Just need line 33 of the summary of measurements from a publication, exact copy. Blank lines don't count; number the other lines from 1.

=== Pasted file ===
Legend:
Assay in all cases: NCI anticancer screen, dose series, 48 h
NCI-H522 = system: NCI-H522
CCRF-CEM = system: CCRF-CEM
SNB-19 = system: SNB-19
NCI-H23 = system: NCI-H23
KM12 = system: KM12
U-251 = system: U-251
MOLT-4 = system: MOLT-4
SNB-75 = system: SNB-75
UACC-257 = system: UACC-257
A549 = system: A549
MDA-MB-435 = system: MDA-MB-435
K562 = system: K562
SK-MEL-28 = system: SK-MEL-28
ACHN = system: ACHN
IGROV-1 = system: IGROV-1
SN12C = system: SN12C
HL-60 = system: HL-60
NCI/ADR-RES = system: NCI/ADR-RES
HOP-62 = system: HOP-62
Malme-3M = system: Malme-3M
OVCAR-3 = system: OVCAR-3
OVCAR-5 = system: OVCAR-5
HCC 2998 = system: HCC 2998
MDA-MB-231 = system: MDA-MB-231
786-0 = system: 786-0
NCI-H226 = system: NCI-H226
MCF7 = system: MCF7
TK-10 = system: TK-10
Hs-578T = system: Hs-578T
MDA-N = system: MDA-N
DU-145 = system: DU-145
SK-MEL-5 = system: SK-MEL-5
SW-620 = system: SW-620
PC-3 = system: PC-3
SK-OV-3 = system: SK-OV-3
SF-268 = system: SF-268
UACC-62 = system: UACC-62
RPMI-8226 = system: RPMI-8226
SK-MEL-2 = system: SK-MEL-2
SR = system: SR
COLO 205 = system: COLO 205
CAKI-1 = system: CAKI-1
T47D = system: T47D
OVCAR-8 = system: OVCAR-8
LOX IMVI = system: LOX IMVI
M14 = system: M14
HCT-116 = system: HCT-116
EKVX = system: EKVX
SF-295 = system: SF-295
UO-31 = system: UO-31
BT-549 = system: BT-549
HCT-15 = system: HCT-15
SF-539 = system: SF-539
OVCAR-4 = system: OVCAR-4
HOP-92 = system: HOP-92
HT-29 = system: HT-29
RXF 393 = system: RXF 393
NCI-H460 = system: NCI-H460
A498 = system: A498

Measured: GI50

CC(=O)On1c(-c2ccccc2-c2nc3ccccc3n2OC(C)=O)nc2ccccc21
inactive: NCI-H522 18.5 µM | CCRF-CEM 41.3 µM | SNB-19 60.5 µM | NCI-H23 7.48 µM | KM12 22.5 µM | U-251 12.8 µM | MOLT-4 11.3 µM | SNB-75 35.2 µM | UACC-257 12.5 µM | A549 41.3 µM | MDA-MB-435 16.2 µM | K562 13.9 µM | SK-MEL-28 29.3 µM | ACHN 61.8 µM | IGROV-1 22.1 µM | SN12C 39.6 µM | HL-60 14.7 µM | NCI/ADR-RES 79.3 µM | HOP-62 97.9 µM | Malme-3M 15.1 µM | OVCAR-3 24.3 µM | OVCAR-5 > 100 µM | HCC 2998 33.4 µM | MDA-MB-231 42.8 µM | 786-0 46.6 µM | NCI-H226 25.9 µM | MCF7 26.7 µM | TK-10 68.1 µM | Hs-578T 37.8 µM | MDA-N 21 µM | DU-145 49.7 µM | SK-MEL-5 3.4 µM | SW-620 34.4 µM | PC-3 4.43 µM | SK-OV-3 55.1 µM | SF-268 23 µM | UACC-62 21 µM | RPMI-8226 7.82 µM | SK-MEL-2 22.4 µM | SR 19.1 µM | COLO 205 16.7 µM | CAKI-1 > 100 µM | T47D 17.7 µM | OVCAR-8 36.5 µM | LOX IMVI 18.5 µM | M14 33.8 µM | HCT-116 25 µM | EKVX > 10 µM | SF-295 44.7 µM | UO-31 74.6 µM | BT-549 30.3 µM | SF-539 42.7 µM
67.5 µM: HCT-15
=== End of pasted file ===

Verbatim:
DU-145 = system: DU-145